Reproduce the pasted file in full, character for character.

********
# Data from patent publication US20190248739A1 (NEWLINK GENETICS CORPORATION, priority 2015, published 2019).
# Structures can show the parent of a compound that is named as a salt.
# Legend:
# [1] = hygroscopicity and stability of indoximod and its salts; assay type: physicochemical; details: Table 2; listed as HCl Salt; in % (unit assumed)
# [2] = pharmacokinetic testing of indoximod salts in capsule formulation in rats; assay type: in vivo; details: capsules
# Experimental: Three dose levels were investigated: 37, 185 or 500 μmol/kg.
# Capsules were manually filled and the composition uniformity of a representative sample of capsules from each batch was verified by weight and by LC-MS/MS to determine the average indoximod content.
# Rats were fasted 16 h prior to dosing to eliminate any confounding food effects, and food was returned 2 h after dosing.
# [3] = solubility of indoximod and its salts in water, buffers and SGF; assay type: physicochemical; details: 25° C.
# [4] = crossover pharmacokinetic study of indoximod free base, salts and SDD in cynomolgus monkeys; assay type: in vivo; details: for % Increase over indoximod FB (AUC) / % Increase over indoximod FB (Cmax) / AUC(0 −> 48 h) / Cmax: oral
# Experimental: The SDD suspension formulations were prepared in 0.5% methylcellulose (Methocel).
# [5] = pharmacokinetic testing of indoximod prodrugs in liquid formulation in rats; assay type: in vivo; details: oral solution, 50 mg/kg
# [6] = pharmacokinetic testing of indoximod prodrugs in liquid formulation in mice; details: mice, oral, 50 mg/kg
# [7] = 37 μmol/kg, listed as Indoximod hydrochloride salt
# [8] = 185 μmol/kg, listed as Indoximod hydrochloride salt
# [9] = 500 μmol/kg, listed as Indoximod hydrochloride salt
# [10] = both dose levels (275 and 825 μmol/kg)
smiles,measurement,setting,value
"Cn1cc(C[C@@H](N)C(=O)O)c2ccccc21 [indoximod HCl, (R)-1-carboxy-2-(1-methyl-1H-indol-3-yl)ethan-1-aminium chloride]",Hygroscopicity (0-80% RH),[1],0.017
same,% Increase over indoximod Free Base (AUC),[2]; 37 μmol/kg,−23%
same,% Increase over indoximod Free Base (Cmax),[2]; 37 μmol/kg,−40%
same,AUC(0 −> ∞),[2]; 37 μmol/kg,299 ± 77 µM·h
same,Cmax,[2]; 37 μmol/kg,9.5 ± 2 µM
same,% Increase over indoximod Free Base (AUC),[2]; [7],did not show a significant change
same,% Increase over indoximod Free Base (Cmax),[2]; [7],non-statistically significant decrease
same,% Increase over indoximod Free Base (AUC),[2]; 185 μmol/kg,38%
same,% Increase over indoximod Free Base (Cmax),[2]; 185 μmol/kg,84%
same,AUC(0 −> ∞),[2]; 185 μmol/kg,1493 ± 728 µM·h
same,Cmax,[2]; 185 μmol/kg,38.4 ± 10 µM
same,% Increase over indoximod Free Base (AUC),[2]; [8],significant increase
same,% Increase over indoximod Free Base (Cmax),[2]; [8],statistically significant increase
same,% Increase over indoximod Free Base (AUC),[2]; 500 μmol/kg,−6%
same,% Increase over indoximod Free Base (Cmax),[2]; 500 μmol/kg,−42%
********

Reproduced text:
# Data from patent publication US20190248739A1 (NEWLINK GENETICS CORPORATION, priority 2015, published 2019).
# Structures can show the parent of a compound that is named as a salt.
# Legend:
# [1] = hygroscopicity and stability of indoximod and its salts; assay type: physicochemical; details: Table 2; listed as HCl Salt; in % (unit assumed)
# [2] = pharmacokinetic testing of indoximod salts in capsule formulation in rats; assay type: in vivo; details: capsules
# Experimental: Three dose levels were investigated: 37, 185 or 500 μmol/kg.
# Capsules were manually filled and the composition uniformity of a representative sample of capsules from each batch was verified by weight and by LC-MS/MS to determine the average indoximod content.
# Rats were fasted 16 h prior to dosing to eliminate any confounding food effects, and food was returned 2 h after dosing.
# [3] = solubility of indoximod and its salts in water, buffers and SGF; assay type: physicochemical; details: 25° C.
# [4] = crossover pharmacokinetic study of indoximod free base, salts and SDD in cynomolgus monkeys; assay type: in vivo; details: for % Increase over indoximod FB (AUC) / % Increase over indoximod FB (Cmax) / AUC(0 −> 48 h) / Cmax: oral
# Experimental: The SDD suspension formulations were prepared in 0.5% methylcellulose (Methocel).
# [5] = pharmacokinetic testing of indoximod prodrugs in liquid formulation in rats; assay type: in vivo; details: oral solution, 50 mg/kg
# [6] = pharmacokinetic testing of indoximod prodrugs in liquid formulation in mice; details: mice, oral, 50 mg/kg
# [7] = 37 μmol/kg, listed as Indoximod hydrochloride salt
# [8] = 185 μmol/kg, listed as Indoximod hydrochloride salt
# [9] = 500 μmol/kg, listed as Indoximod hydrochloride salt
# [10] = both dose levels (275 and 825 μmol/kg)
smiles,measurement,setting,value
"Cn1cc(C[C@@H](N)C(=O)O)c2ccccc21 [indoximod HCl, (R)-1-carboxy-2-(1-methyl-1H-indol-3-yl)ethan-1-aminium chloride]",Hygroscopicity (0-80% RH),[1],0.017
same,% Increase over indoximod Free Base (AUC),[2]; 37 μmol/kg,−23%
same,% Increase over indoximod Free Base (Cmax),[2]; 37 μmol/kg,−40%
same,AUC(0 −> ∞),[2]; 37 μmol/kg,299 ± 77 µM·h
same,Cmax,[2]; 37 μmol/kg,9.5 ± 2 µM
same,% Increase over indoximod Free Base (AUC),[2]; [7],did not show a significant change
same,% Increase over indoximod Free Base (Cmax),[2]; [7],non-statistically significant decrease
same,% Increase over indoximod Free Base (AUC),[2]; 185 μmol/kg,38%
same,% Increase over indoximod Free Base (Cmax),[2]; 185 μmol/kg,84%
same,AUC(0 −> ∞),[2]; 185 μmol/kg,1493 ± 728 µM·h
same,Cmax,[2]; 185 μmol/kg,38.4 ± 10 µM
same,% Increase over indoximod Free Base (AUC),[2]; [8],significant increase
same,% Increase over indoximod Free Base (Cmax),[2]; [8],statistically significant increase
same,% Increase over indoximod Free Base (AUC),[2]; 500 μmol/kg,−6%
same,% Increase over indoximod Free Base (Cmax),[2]; 500 μmol/kg,−42%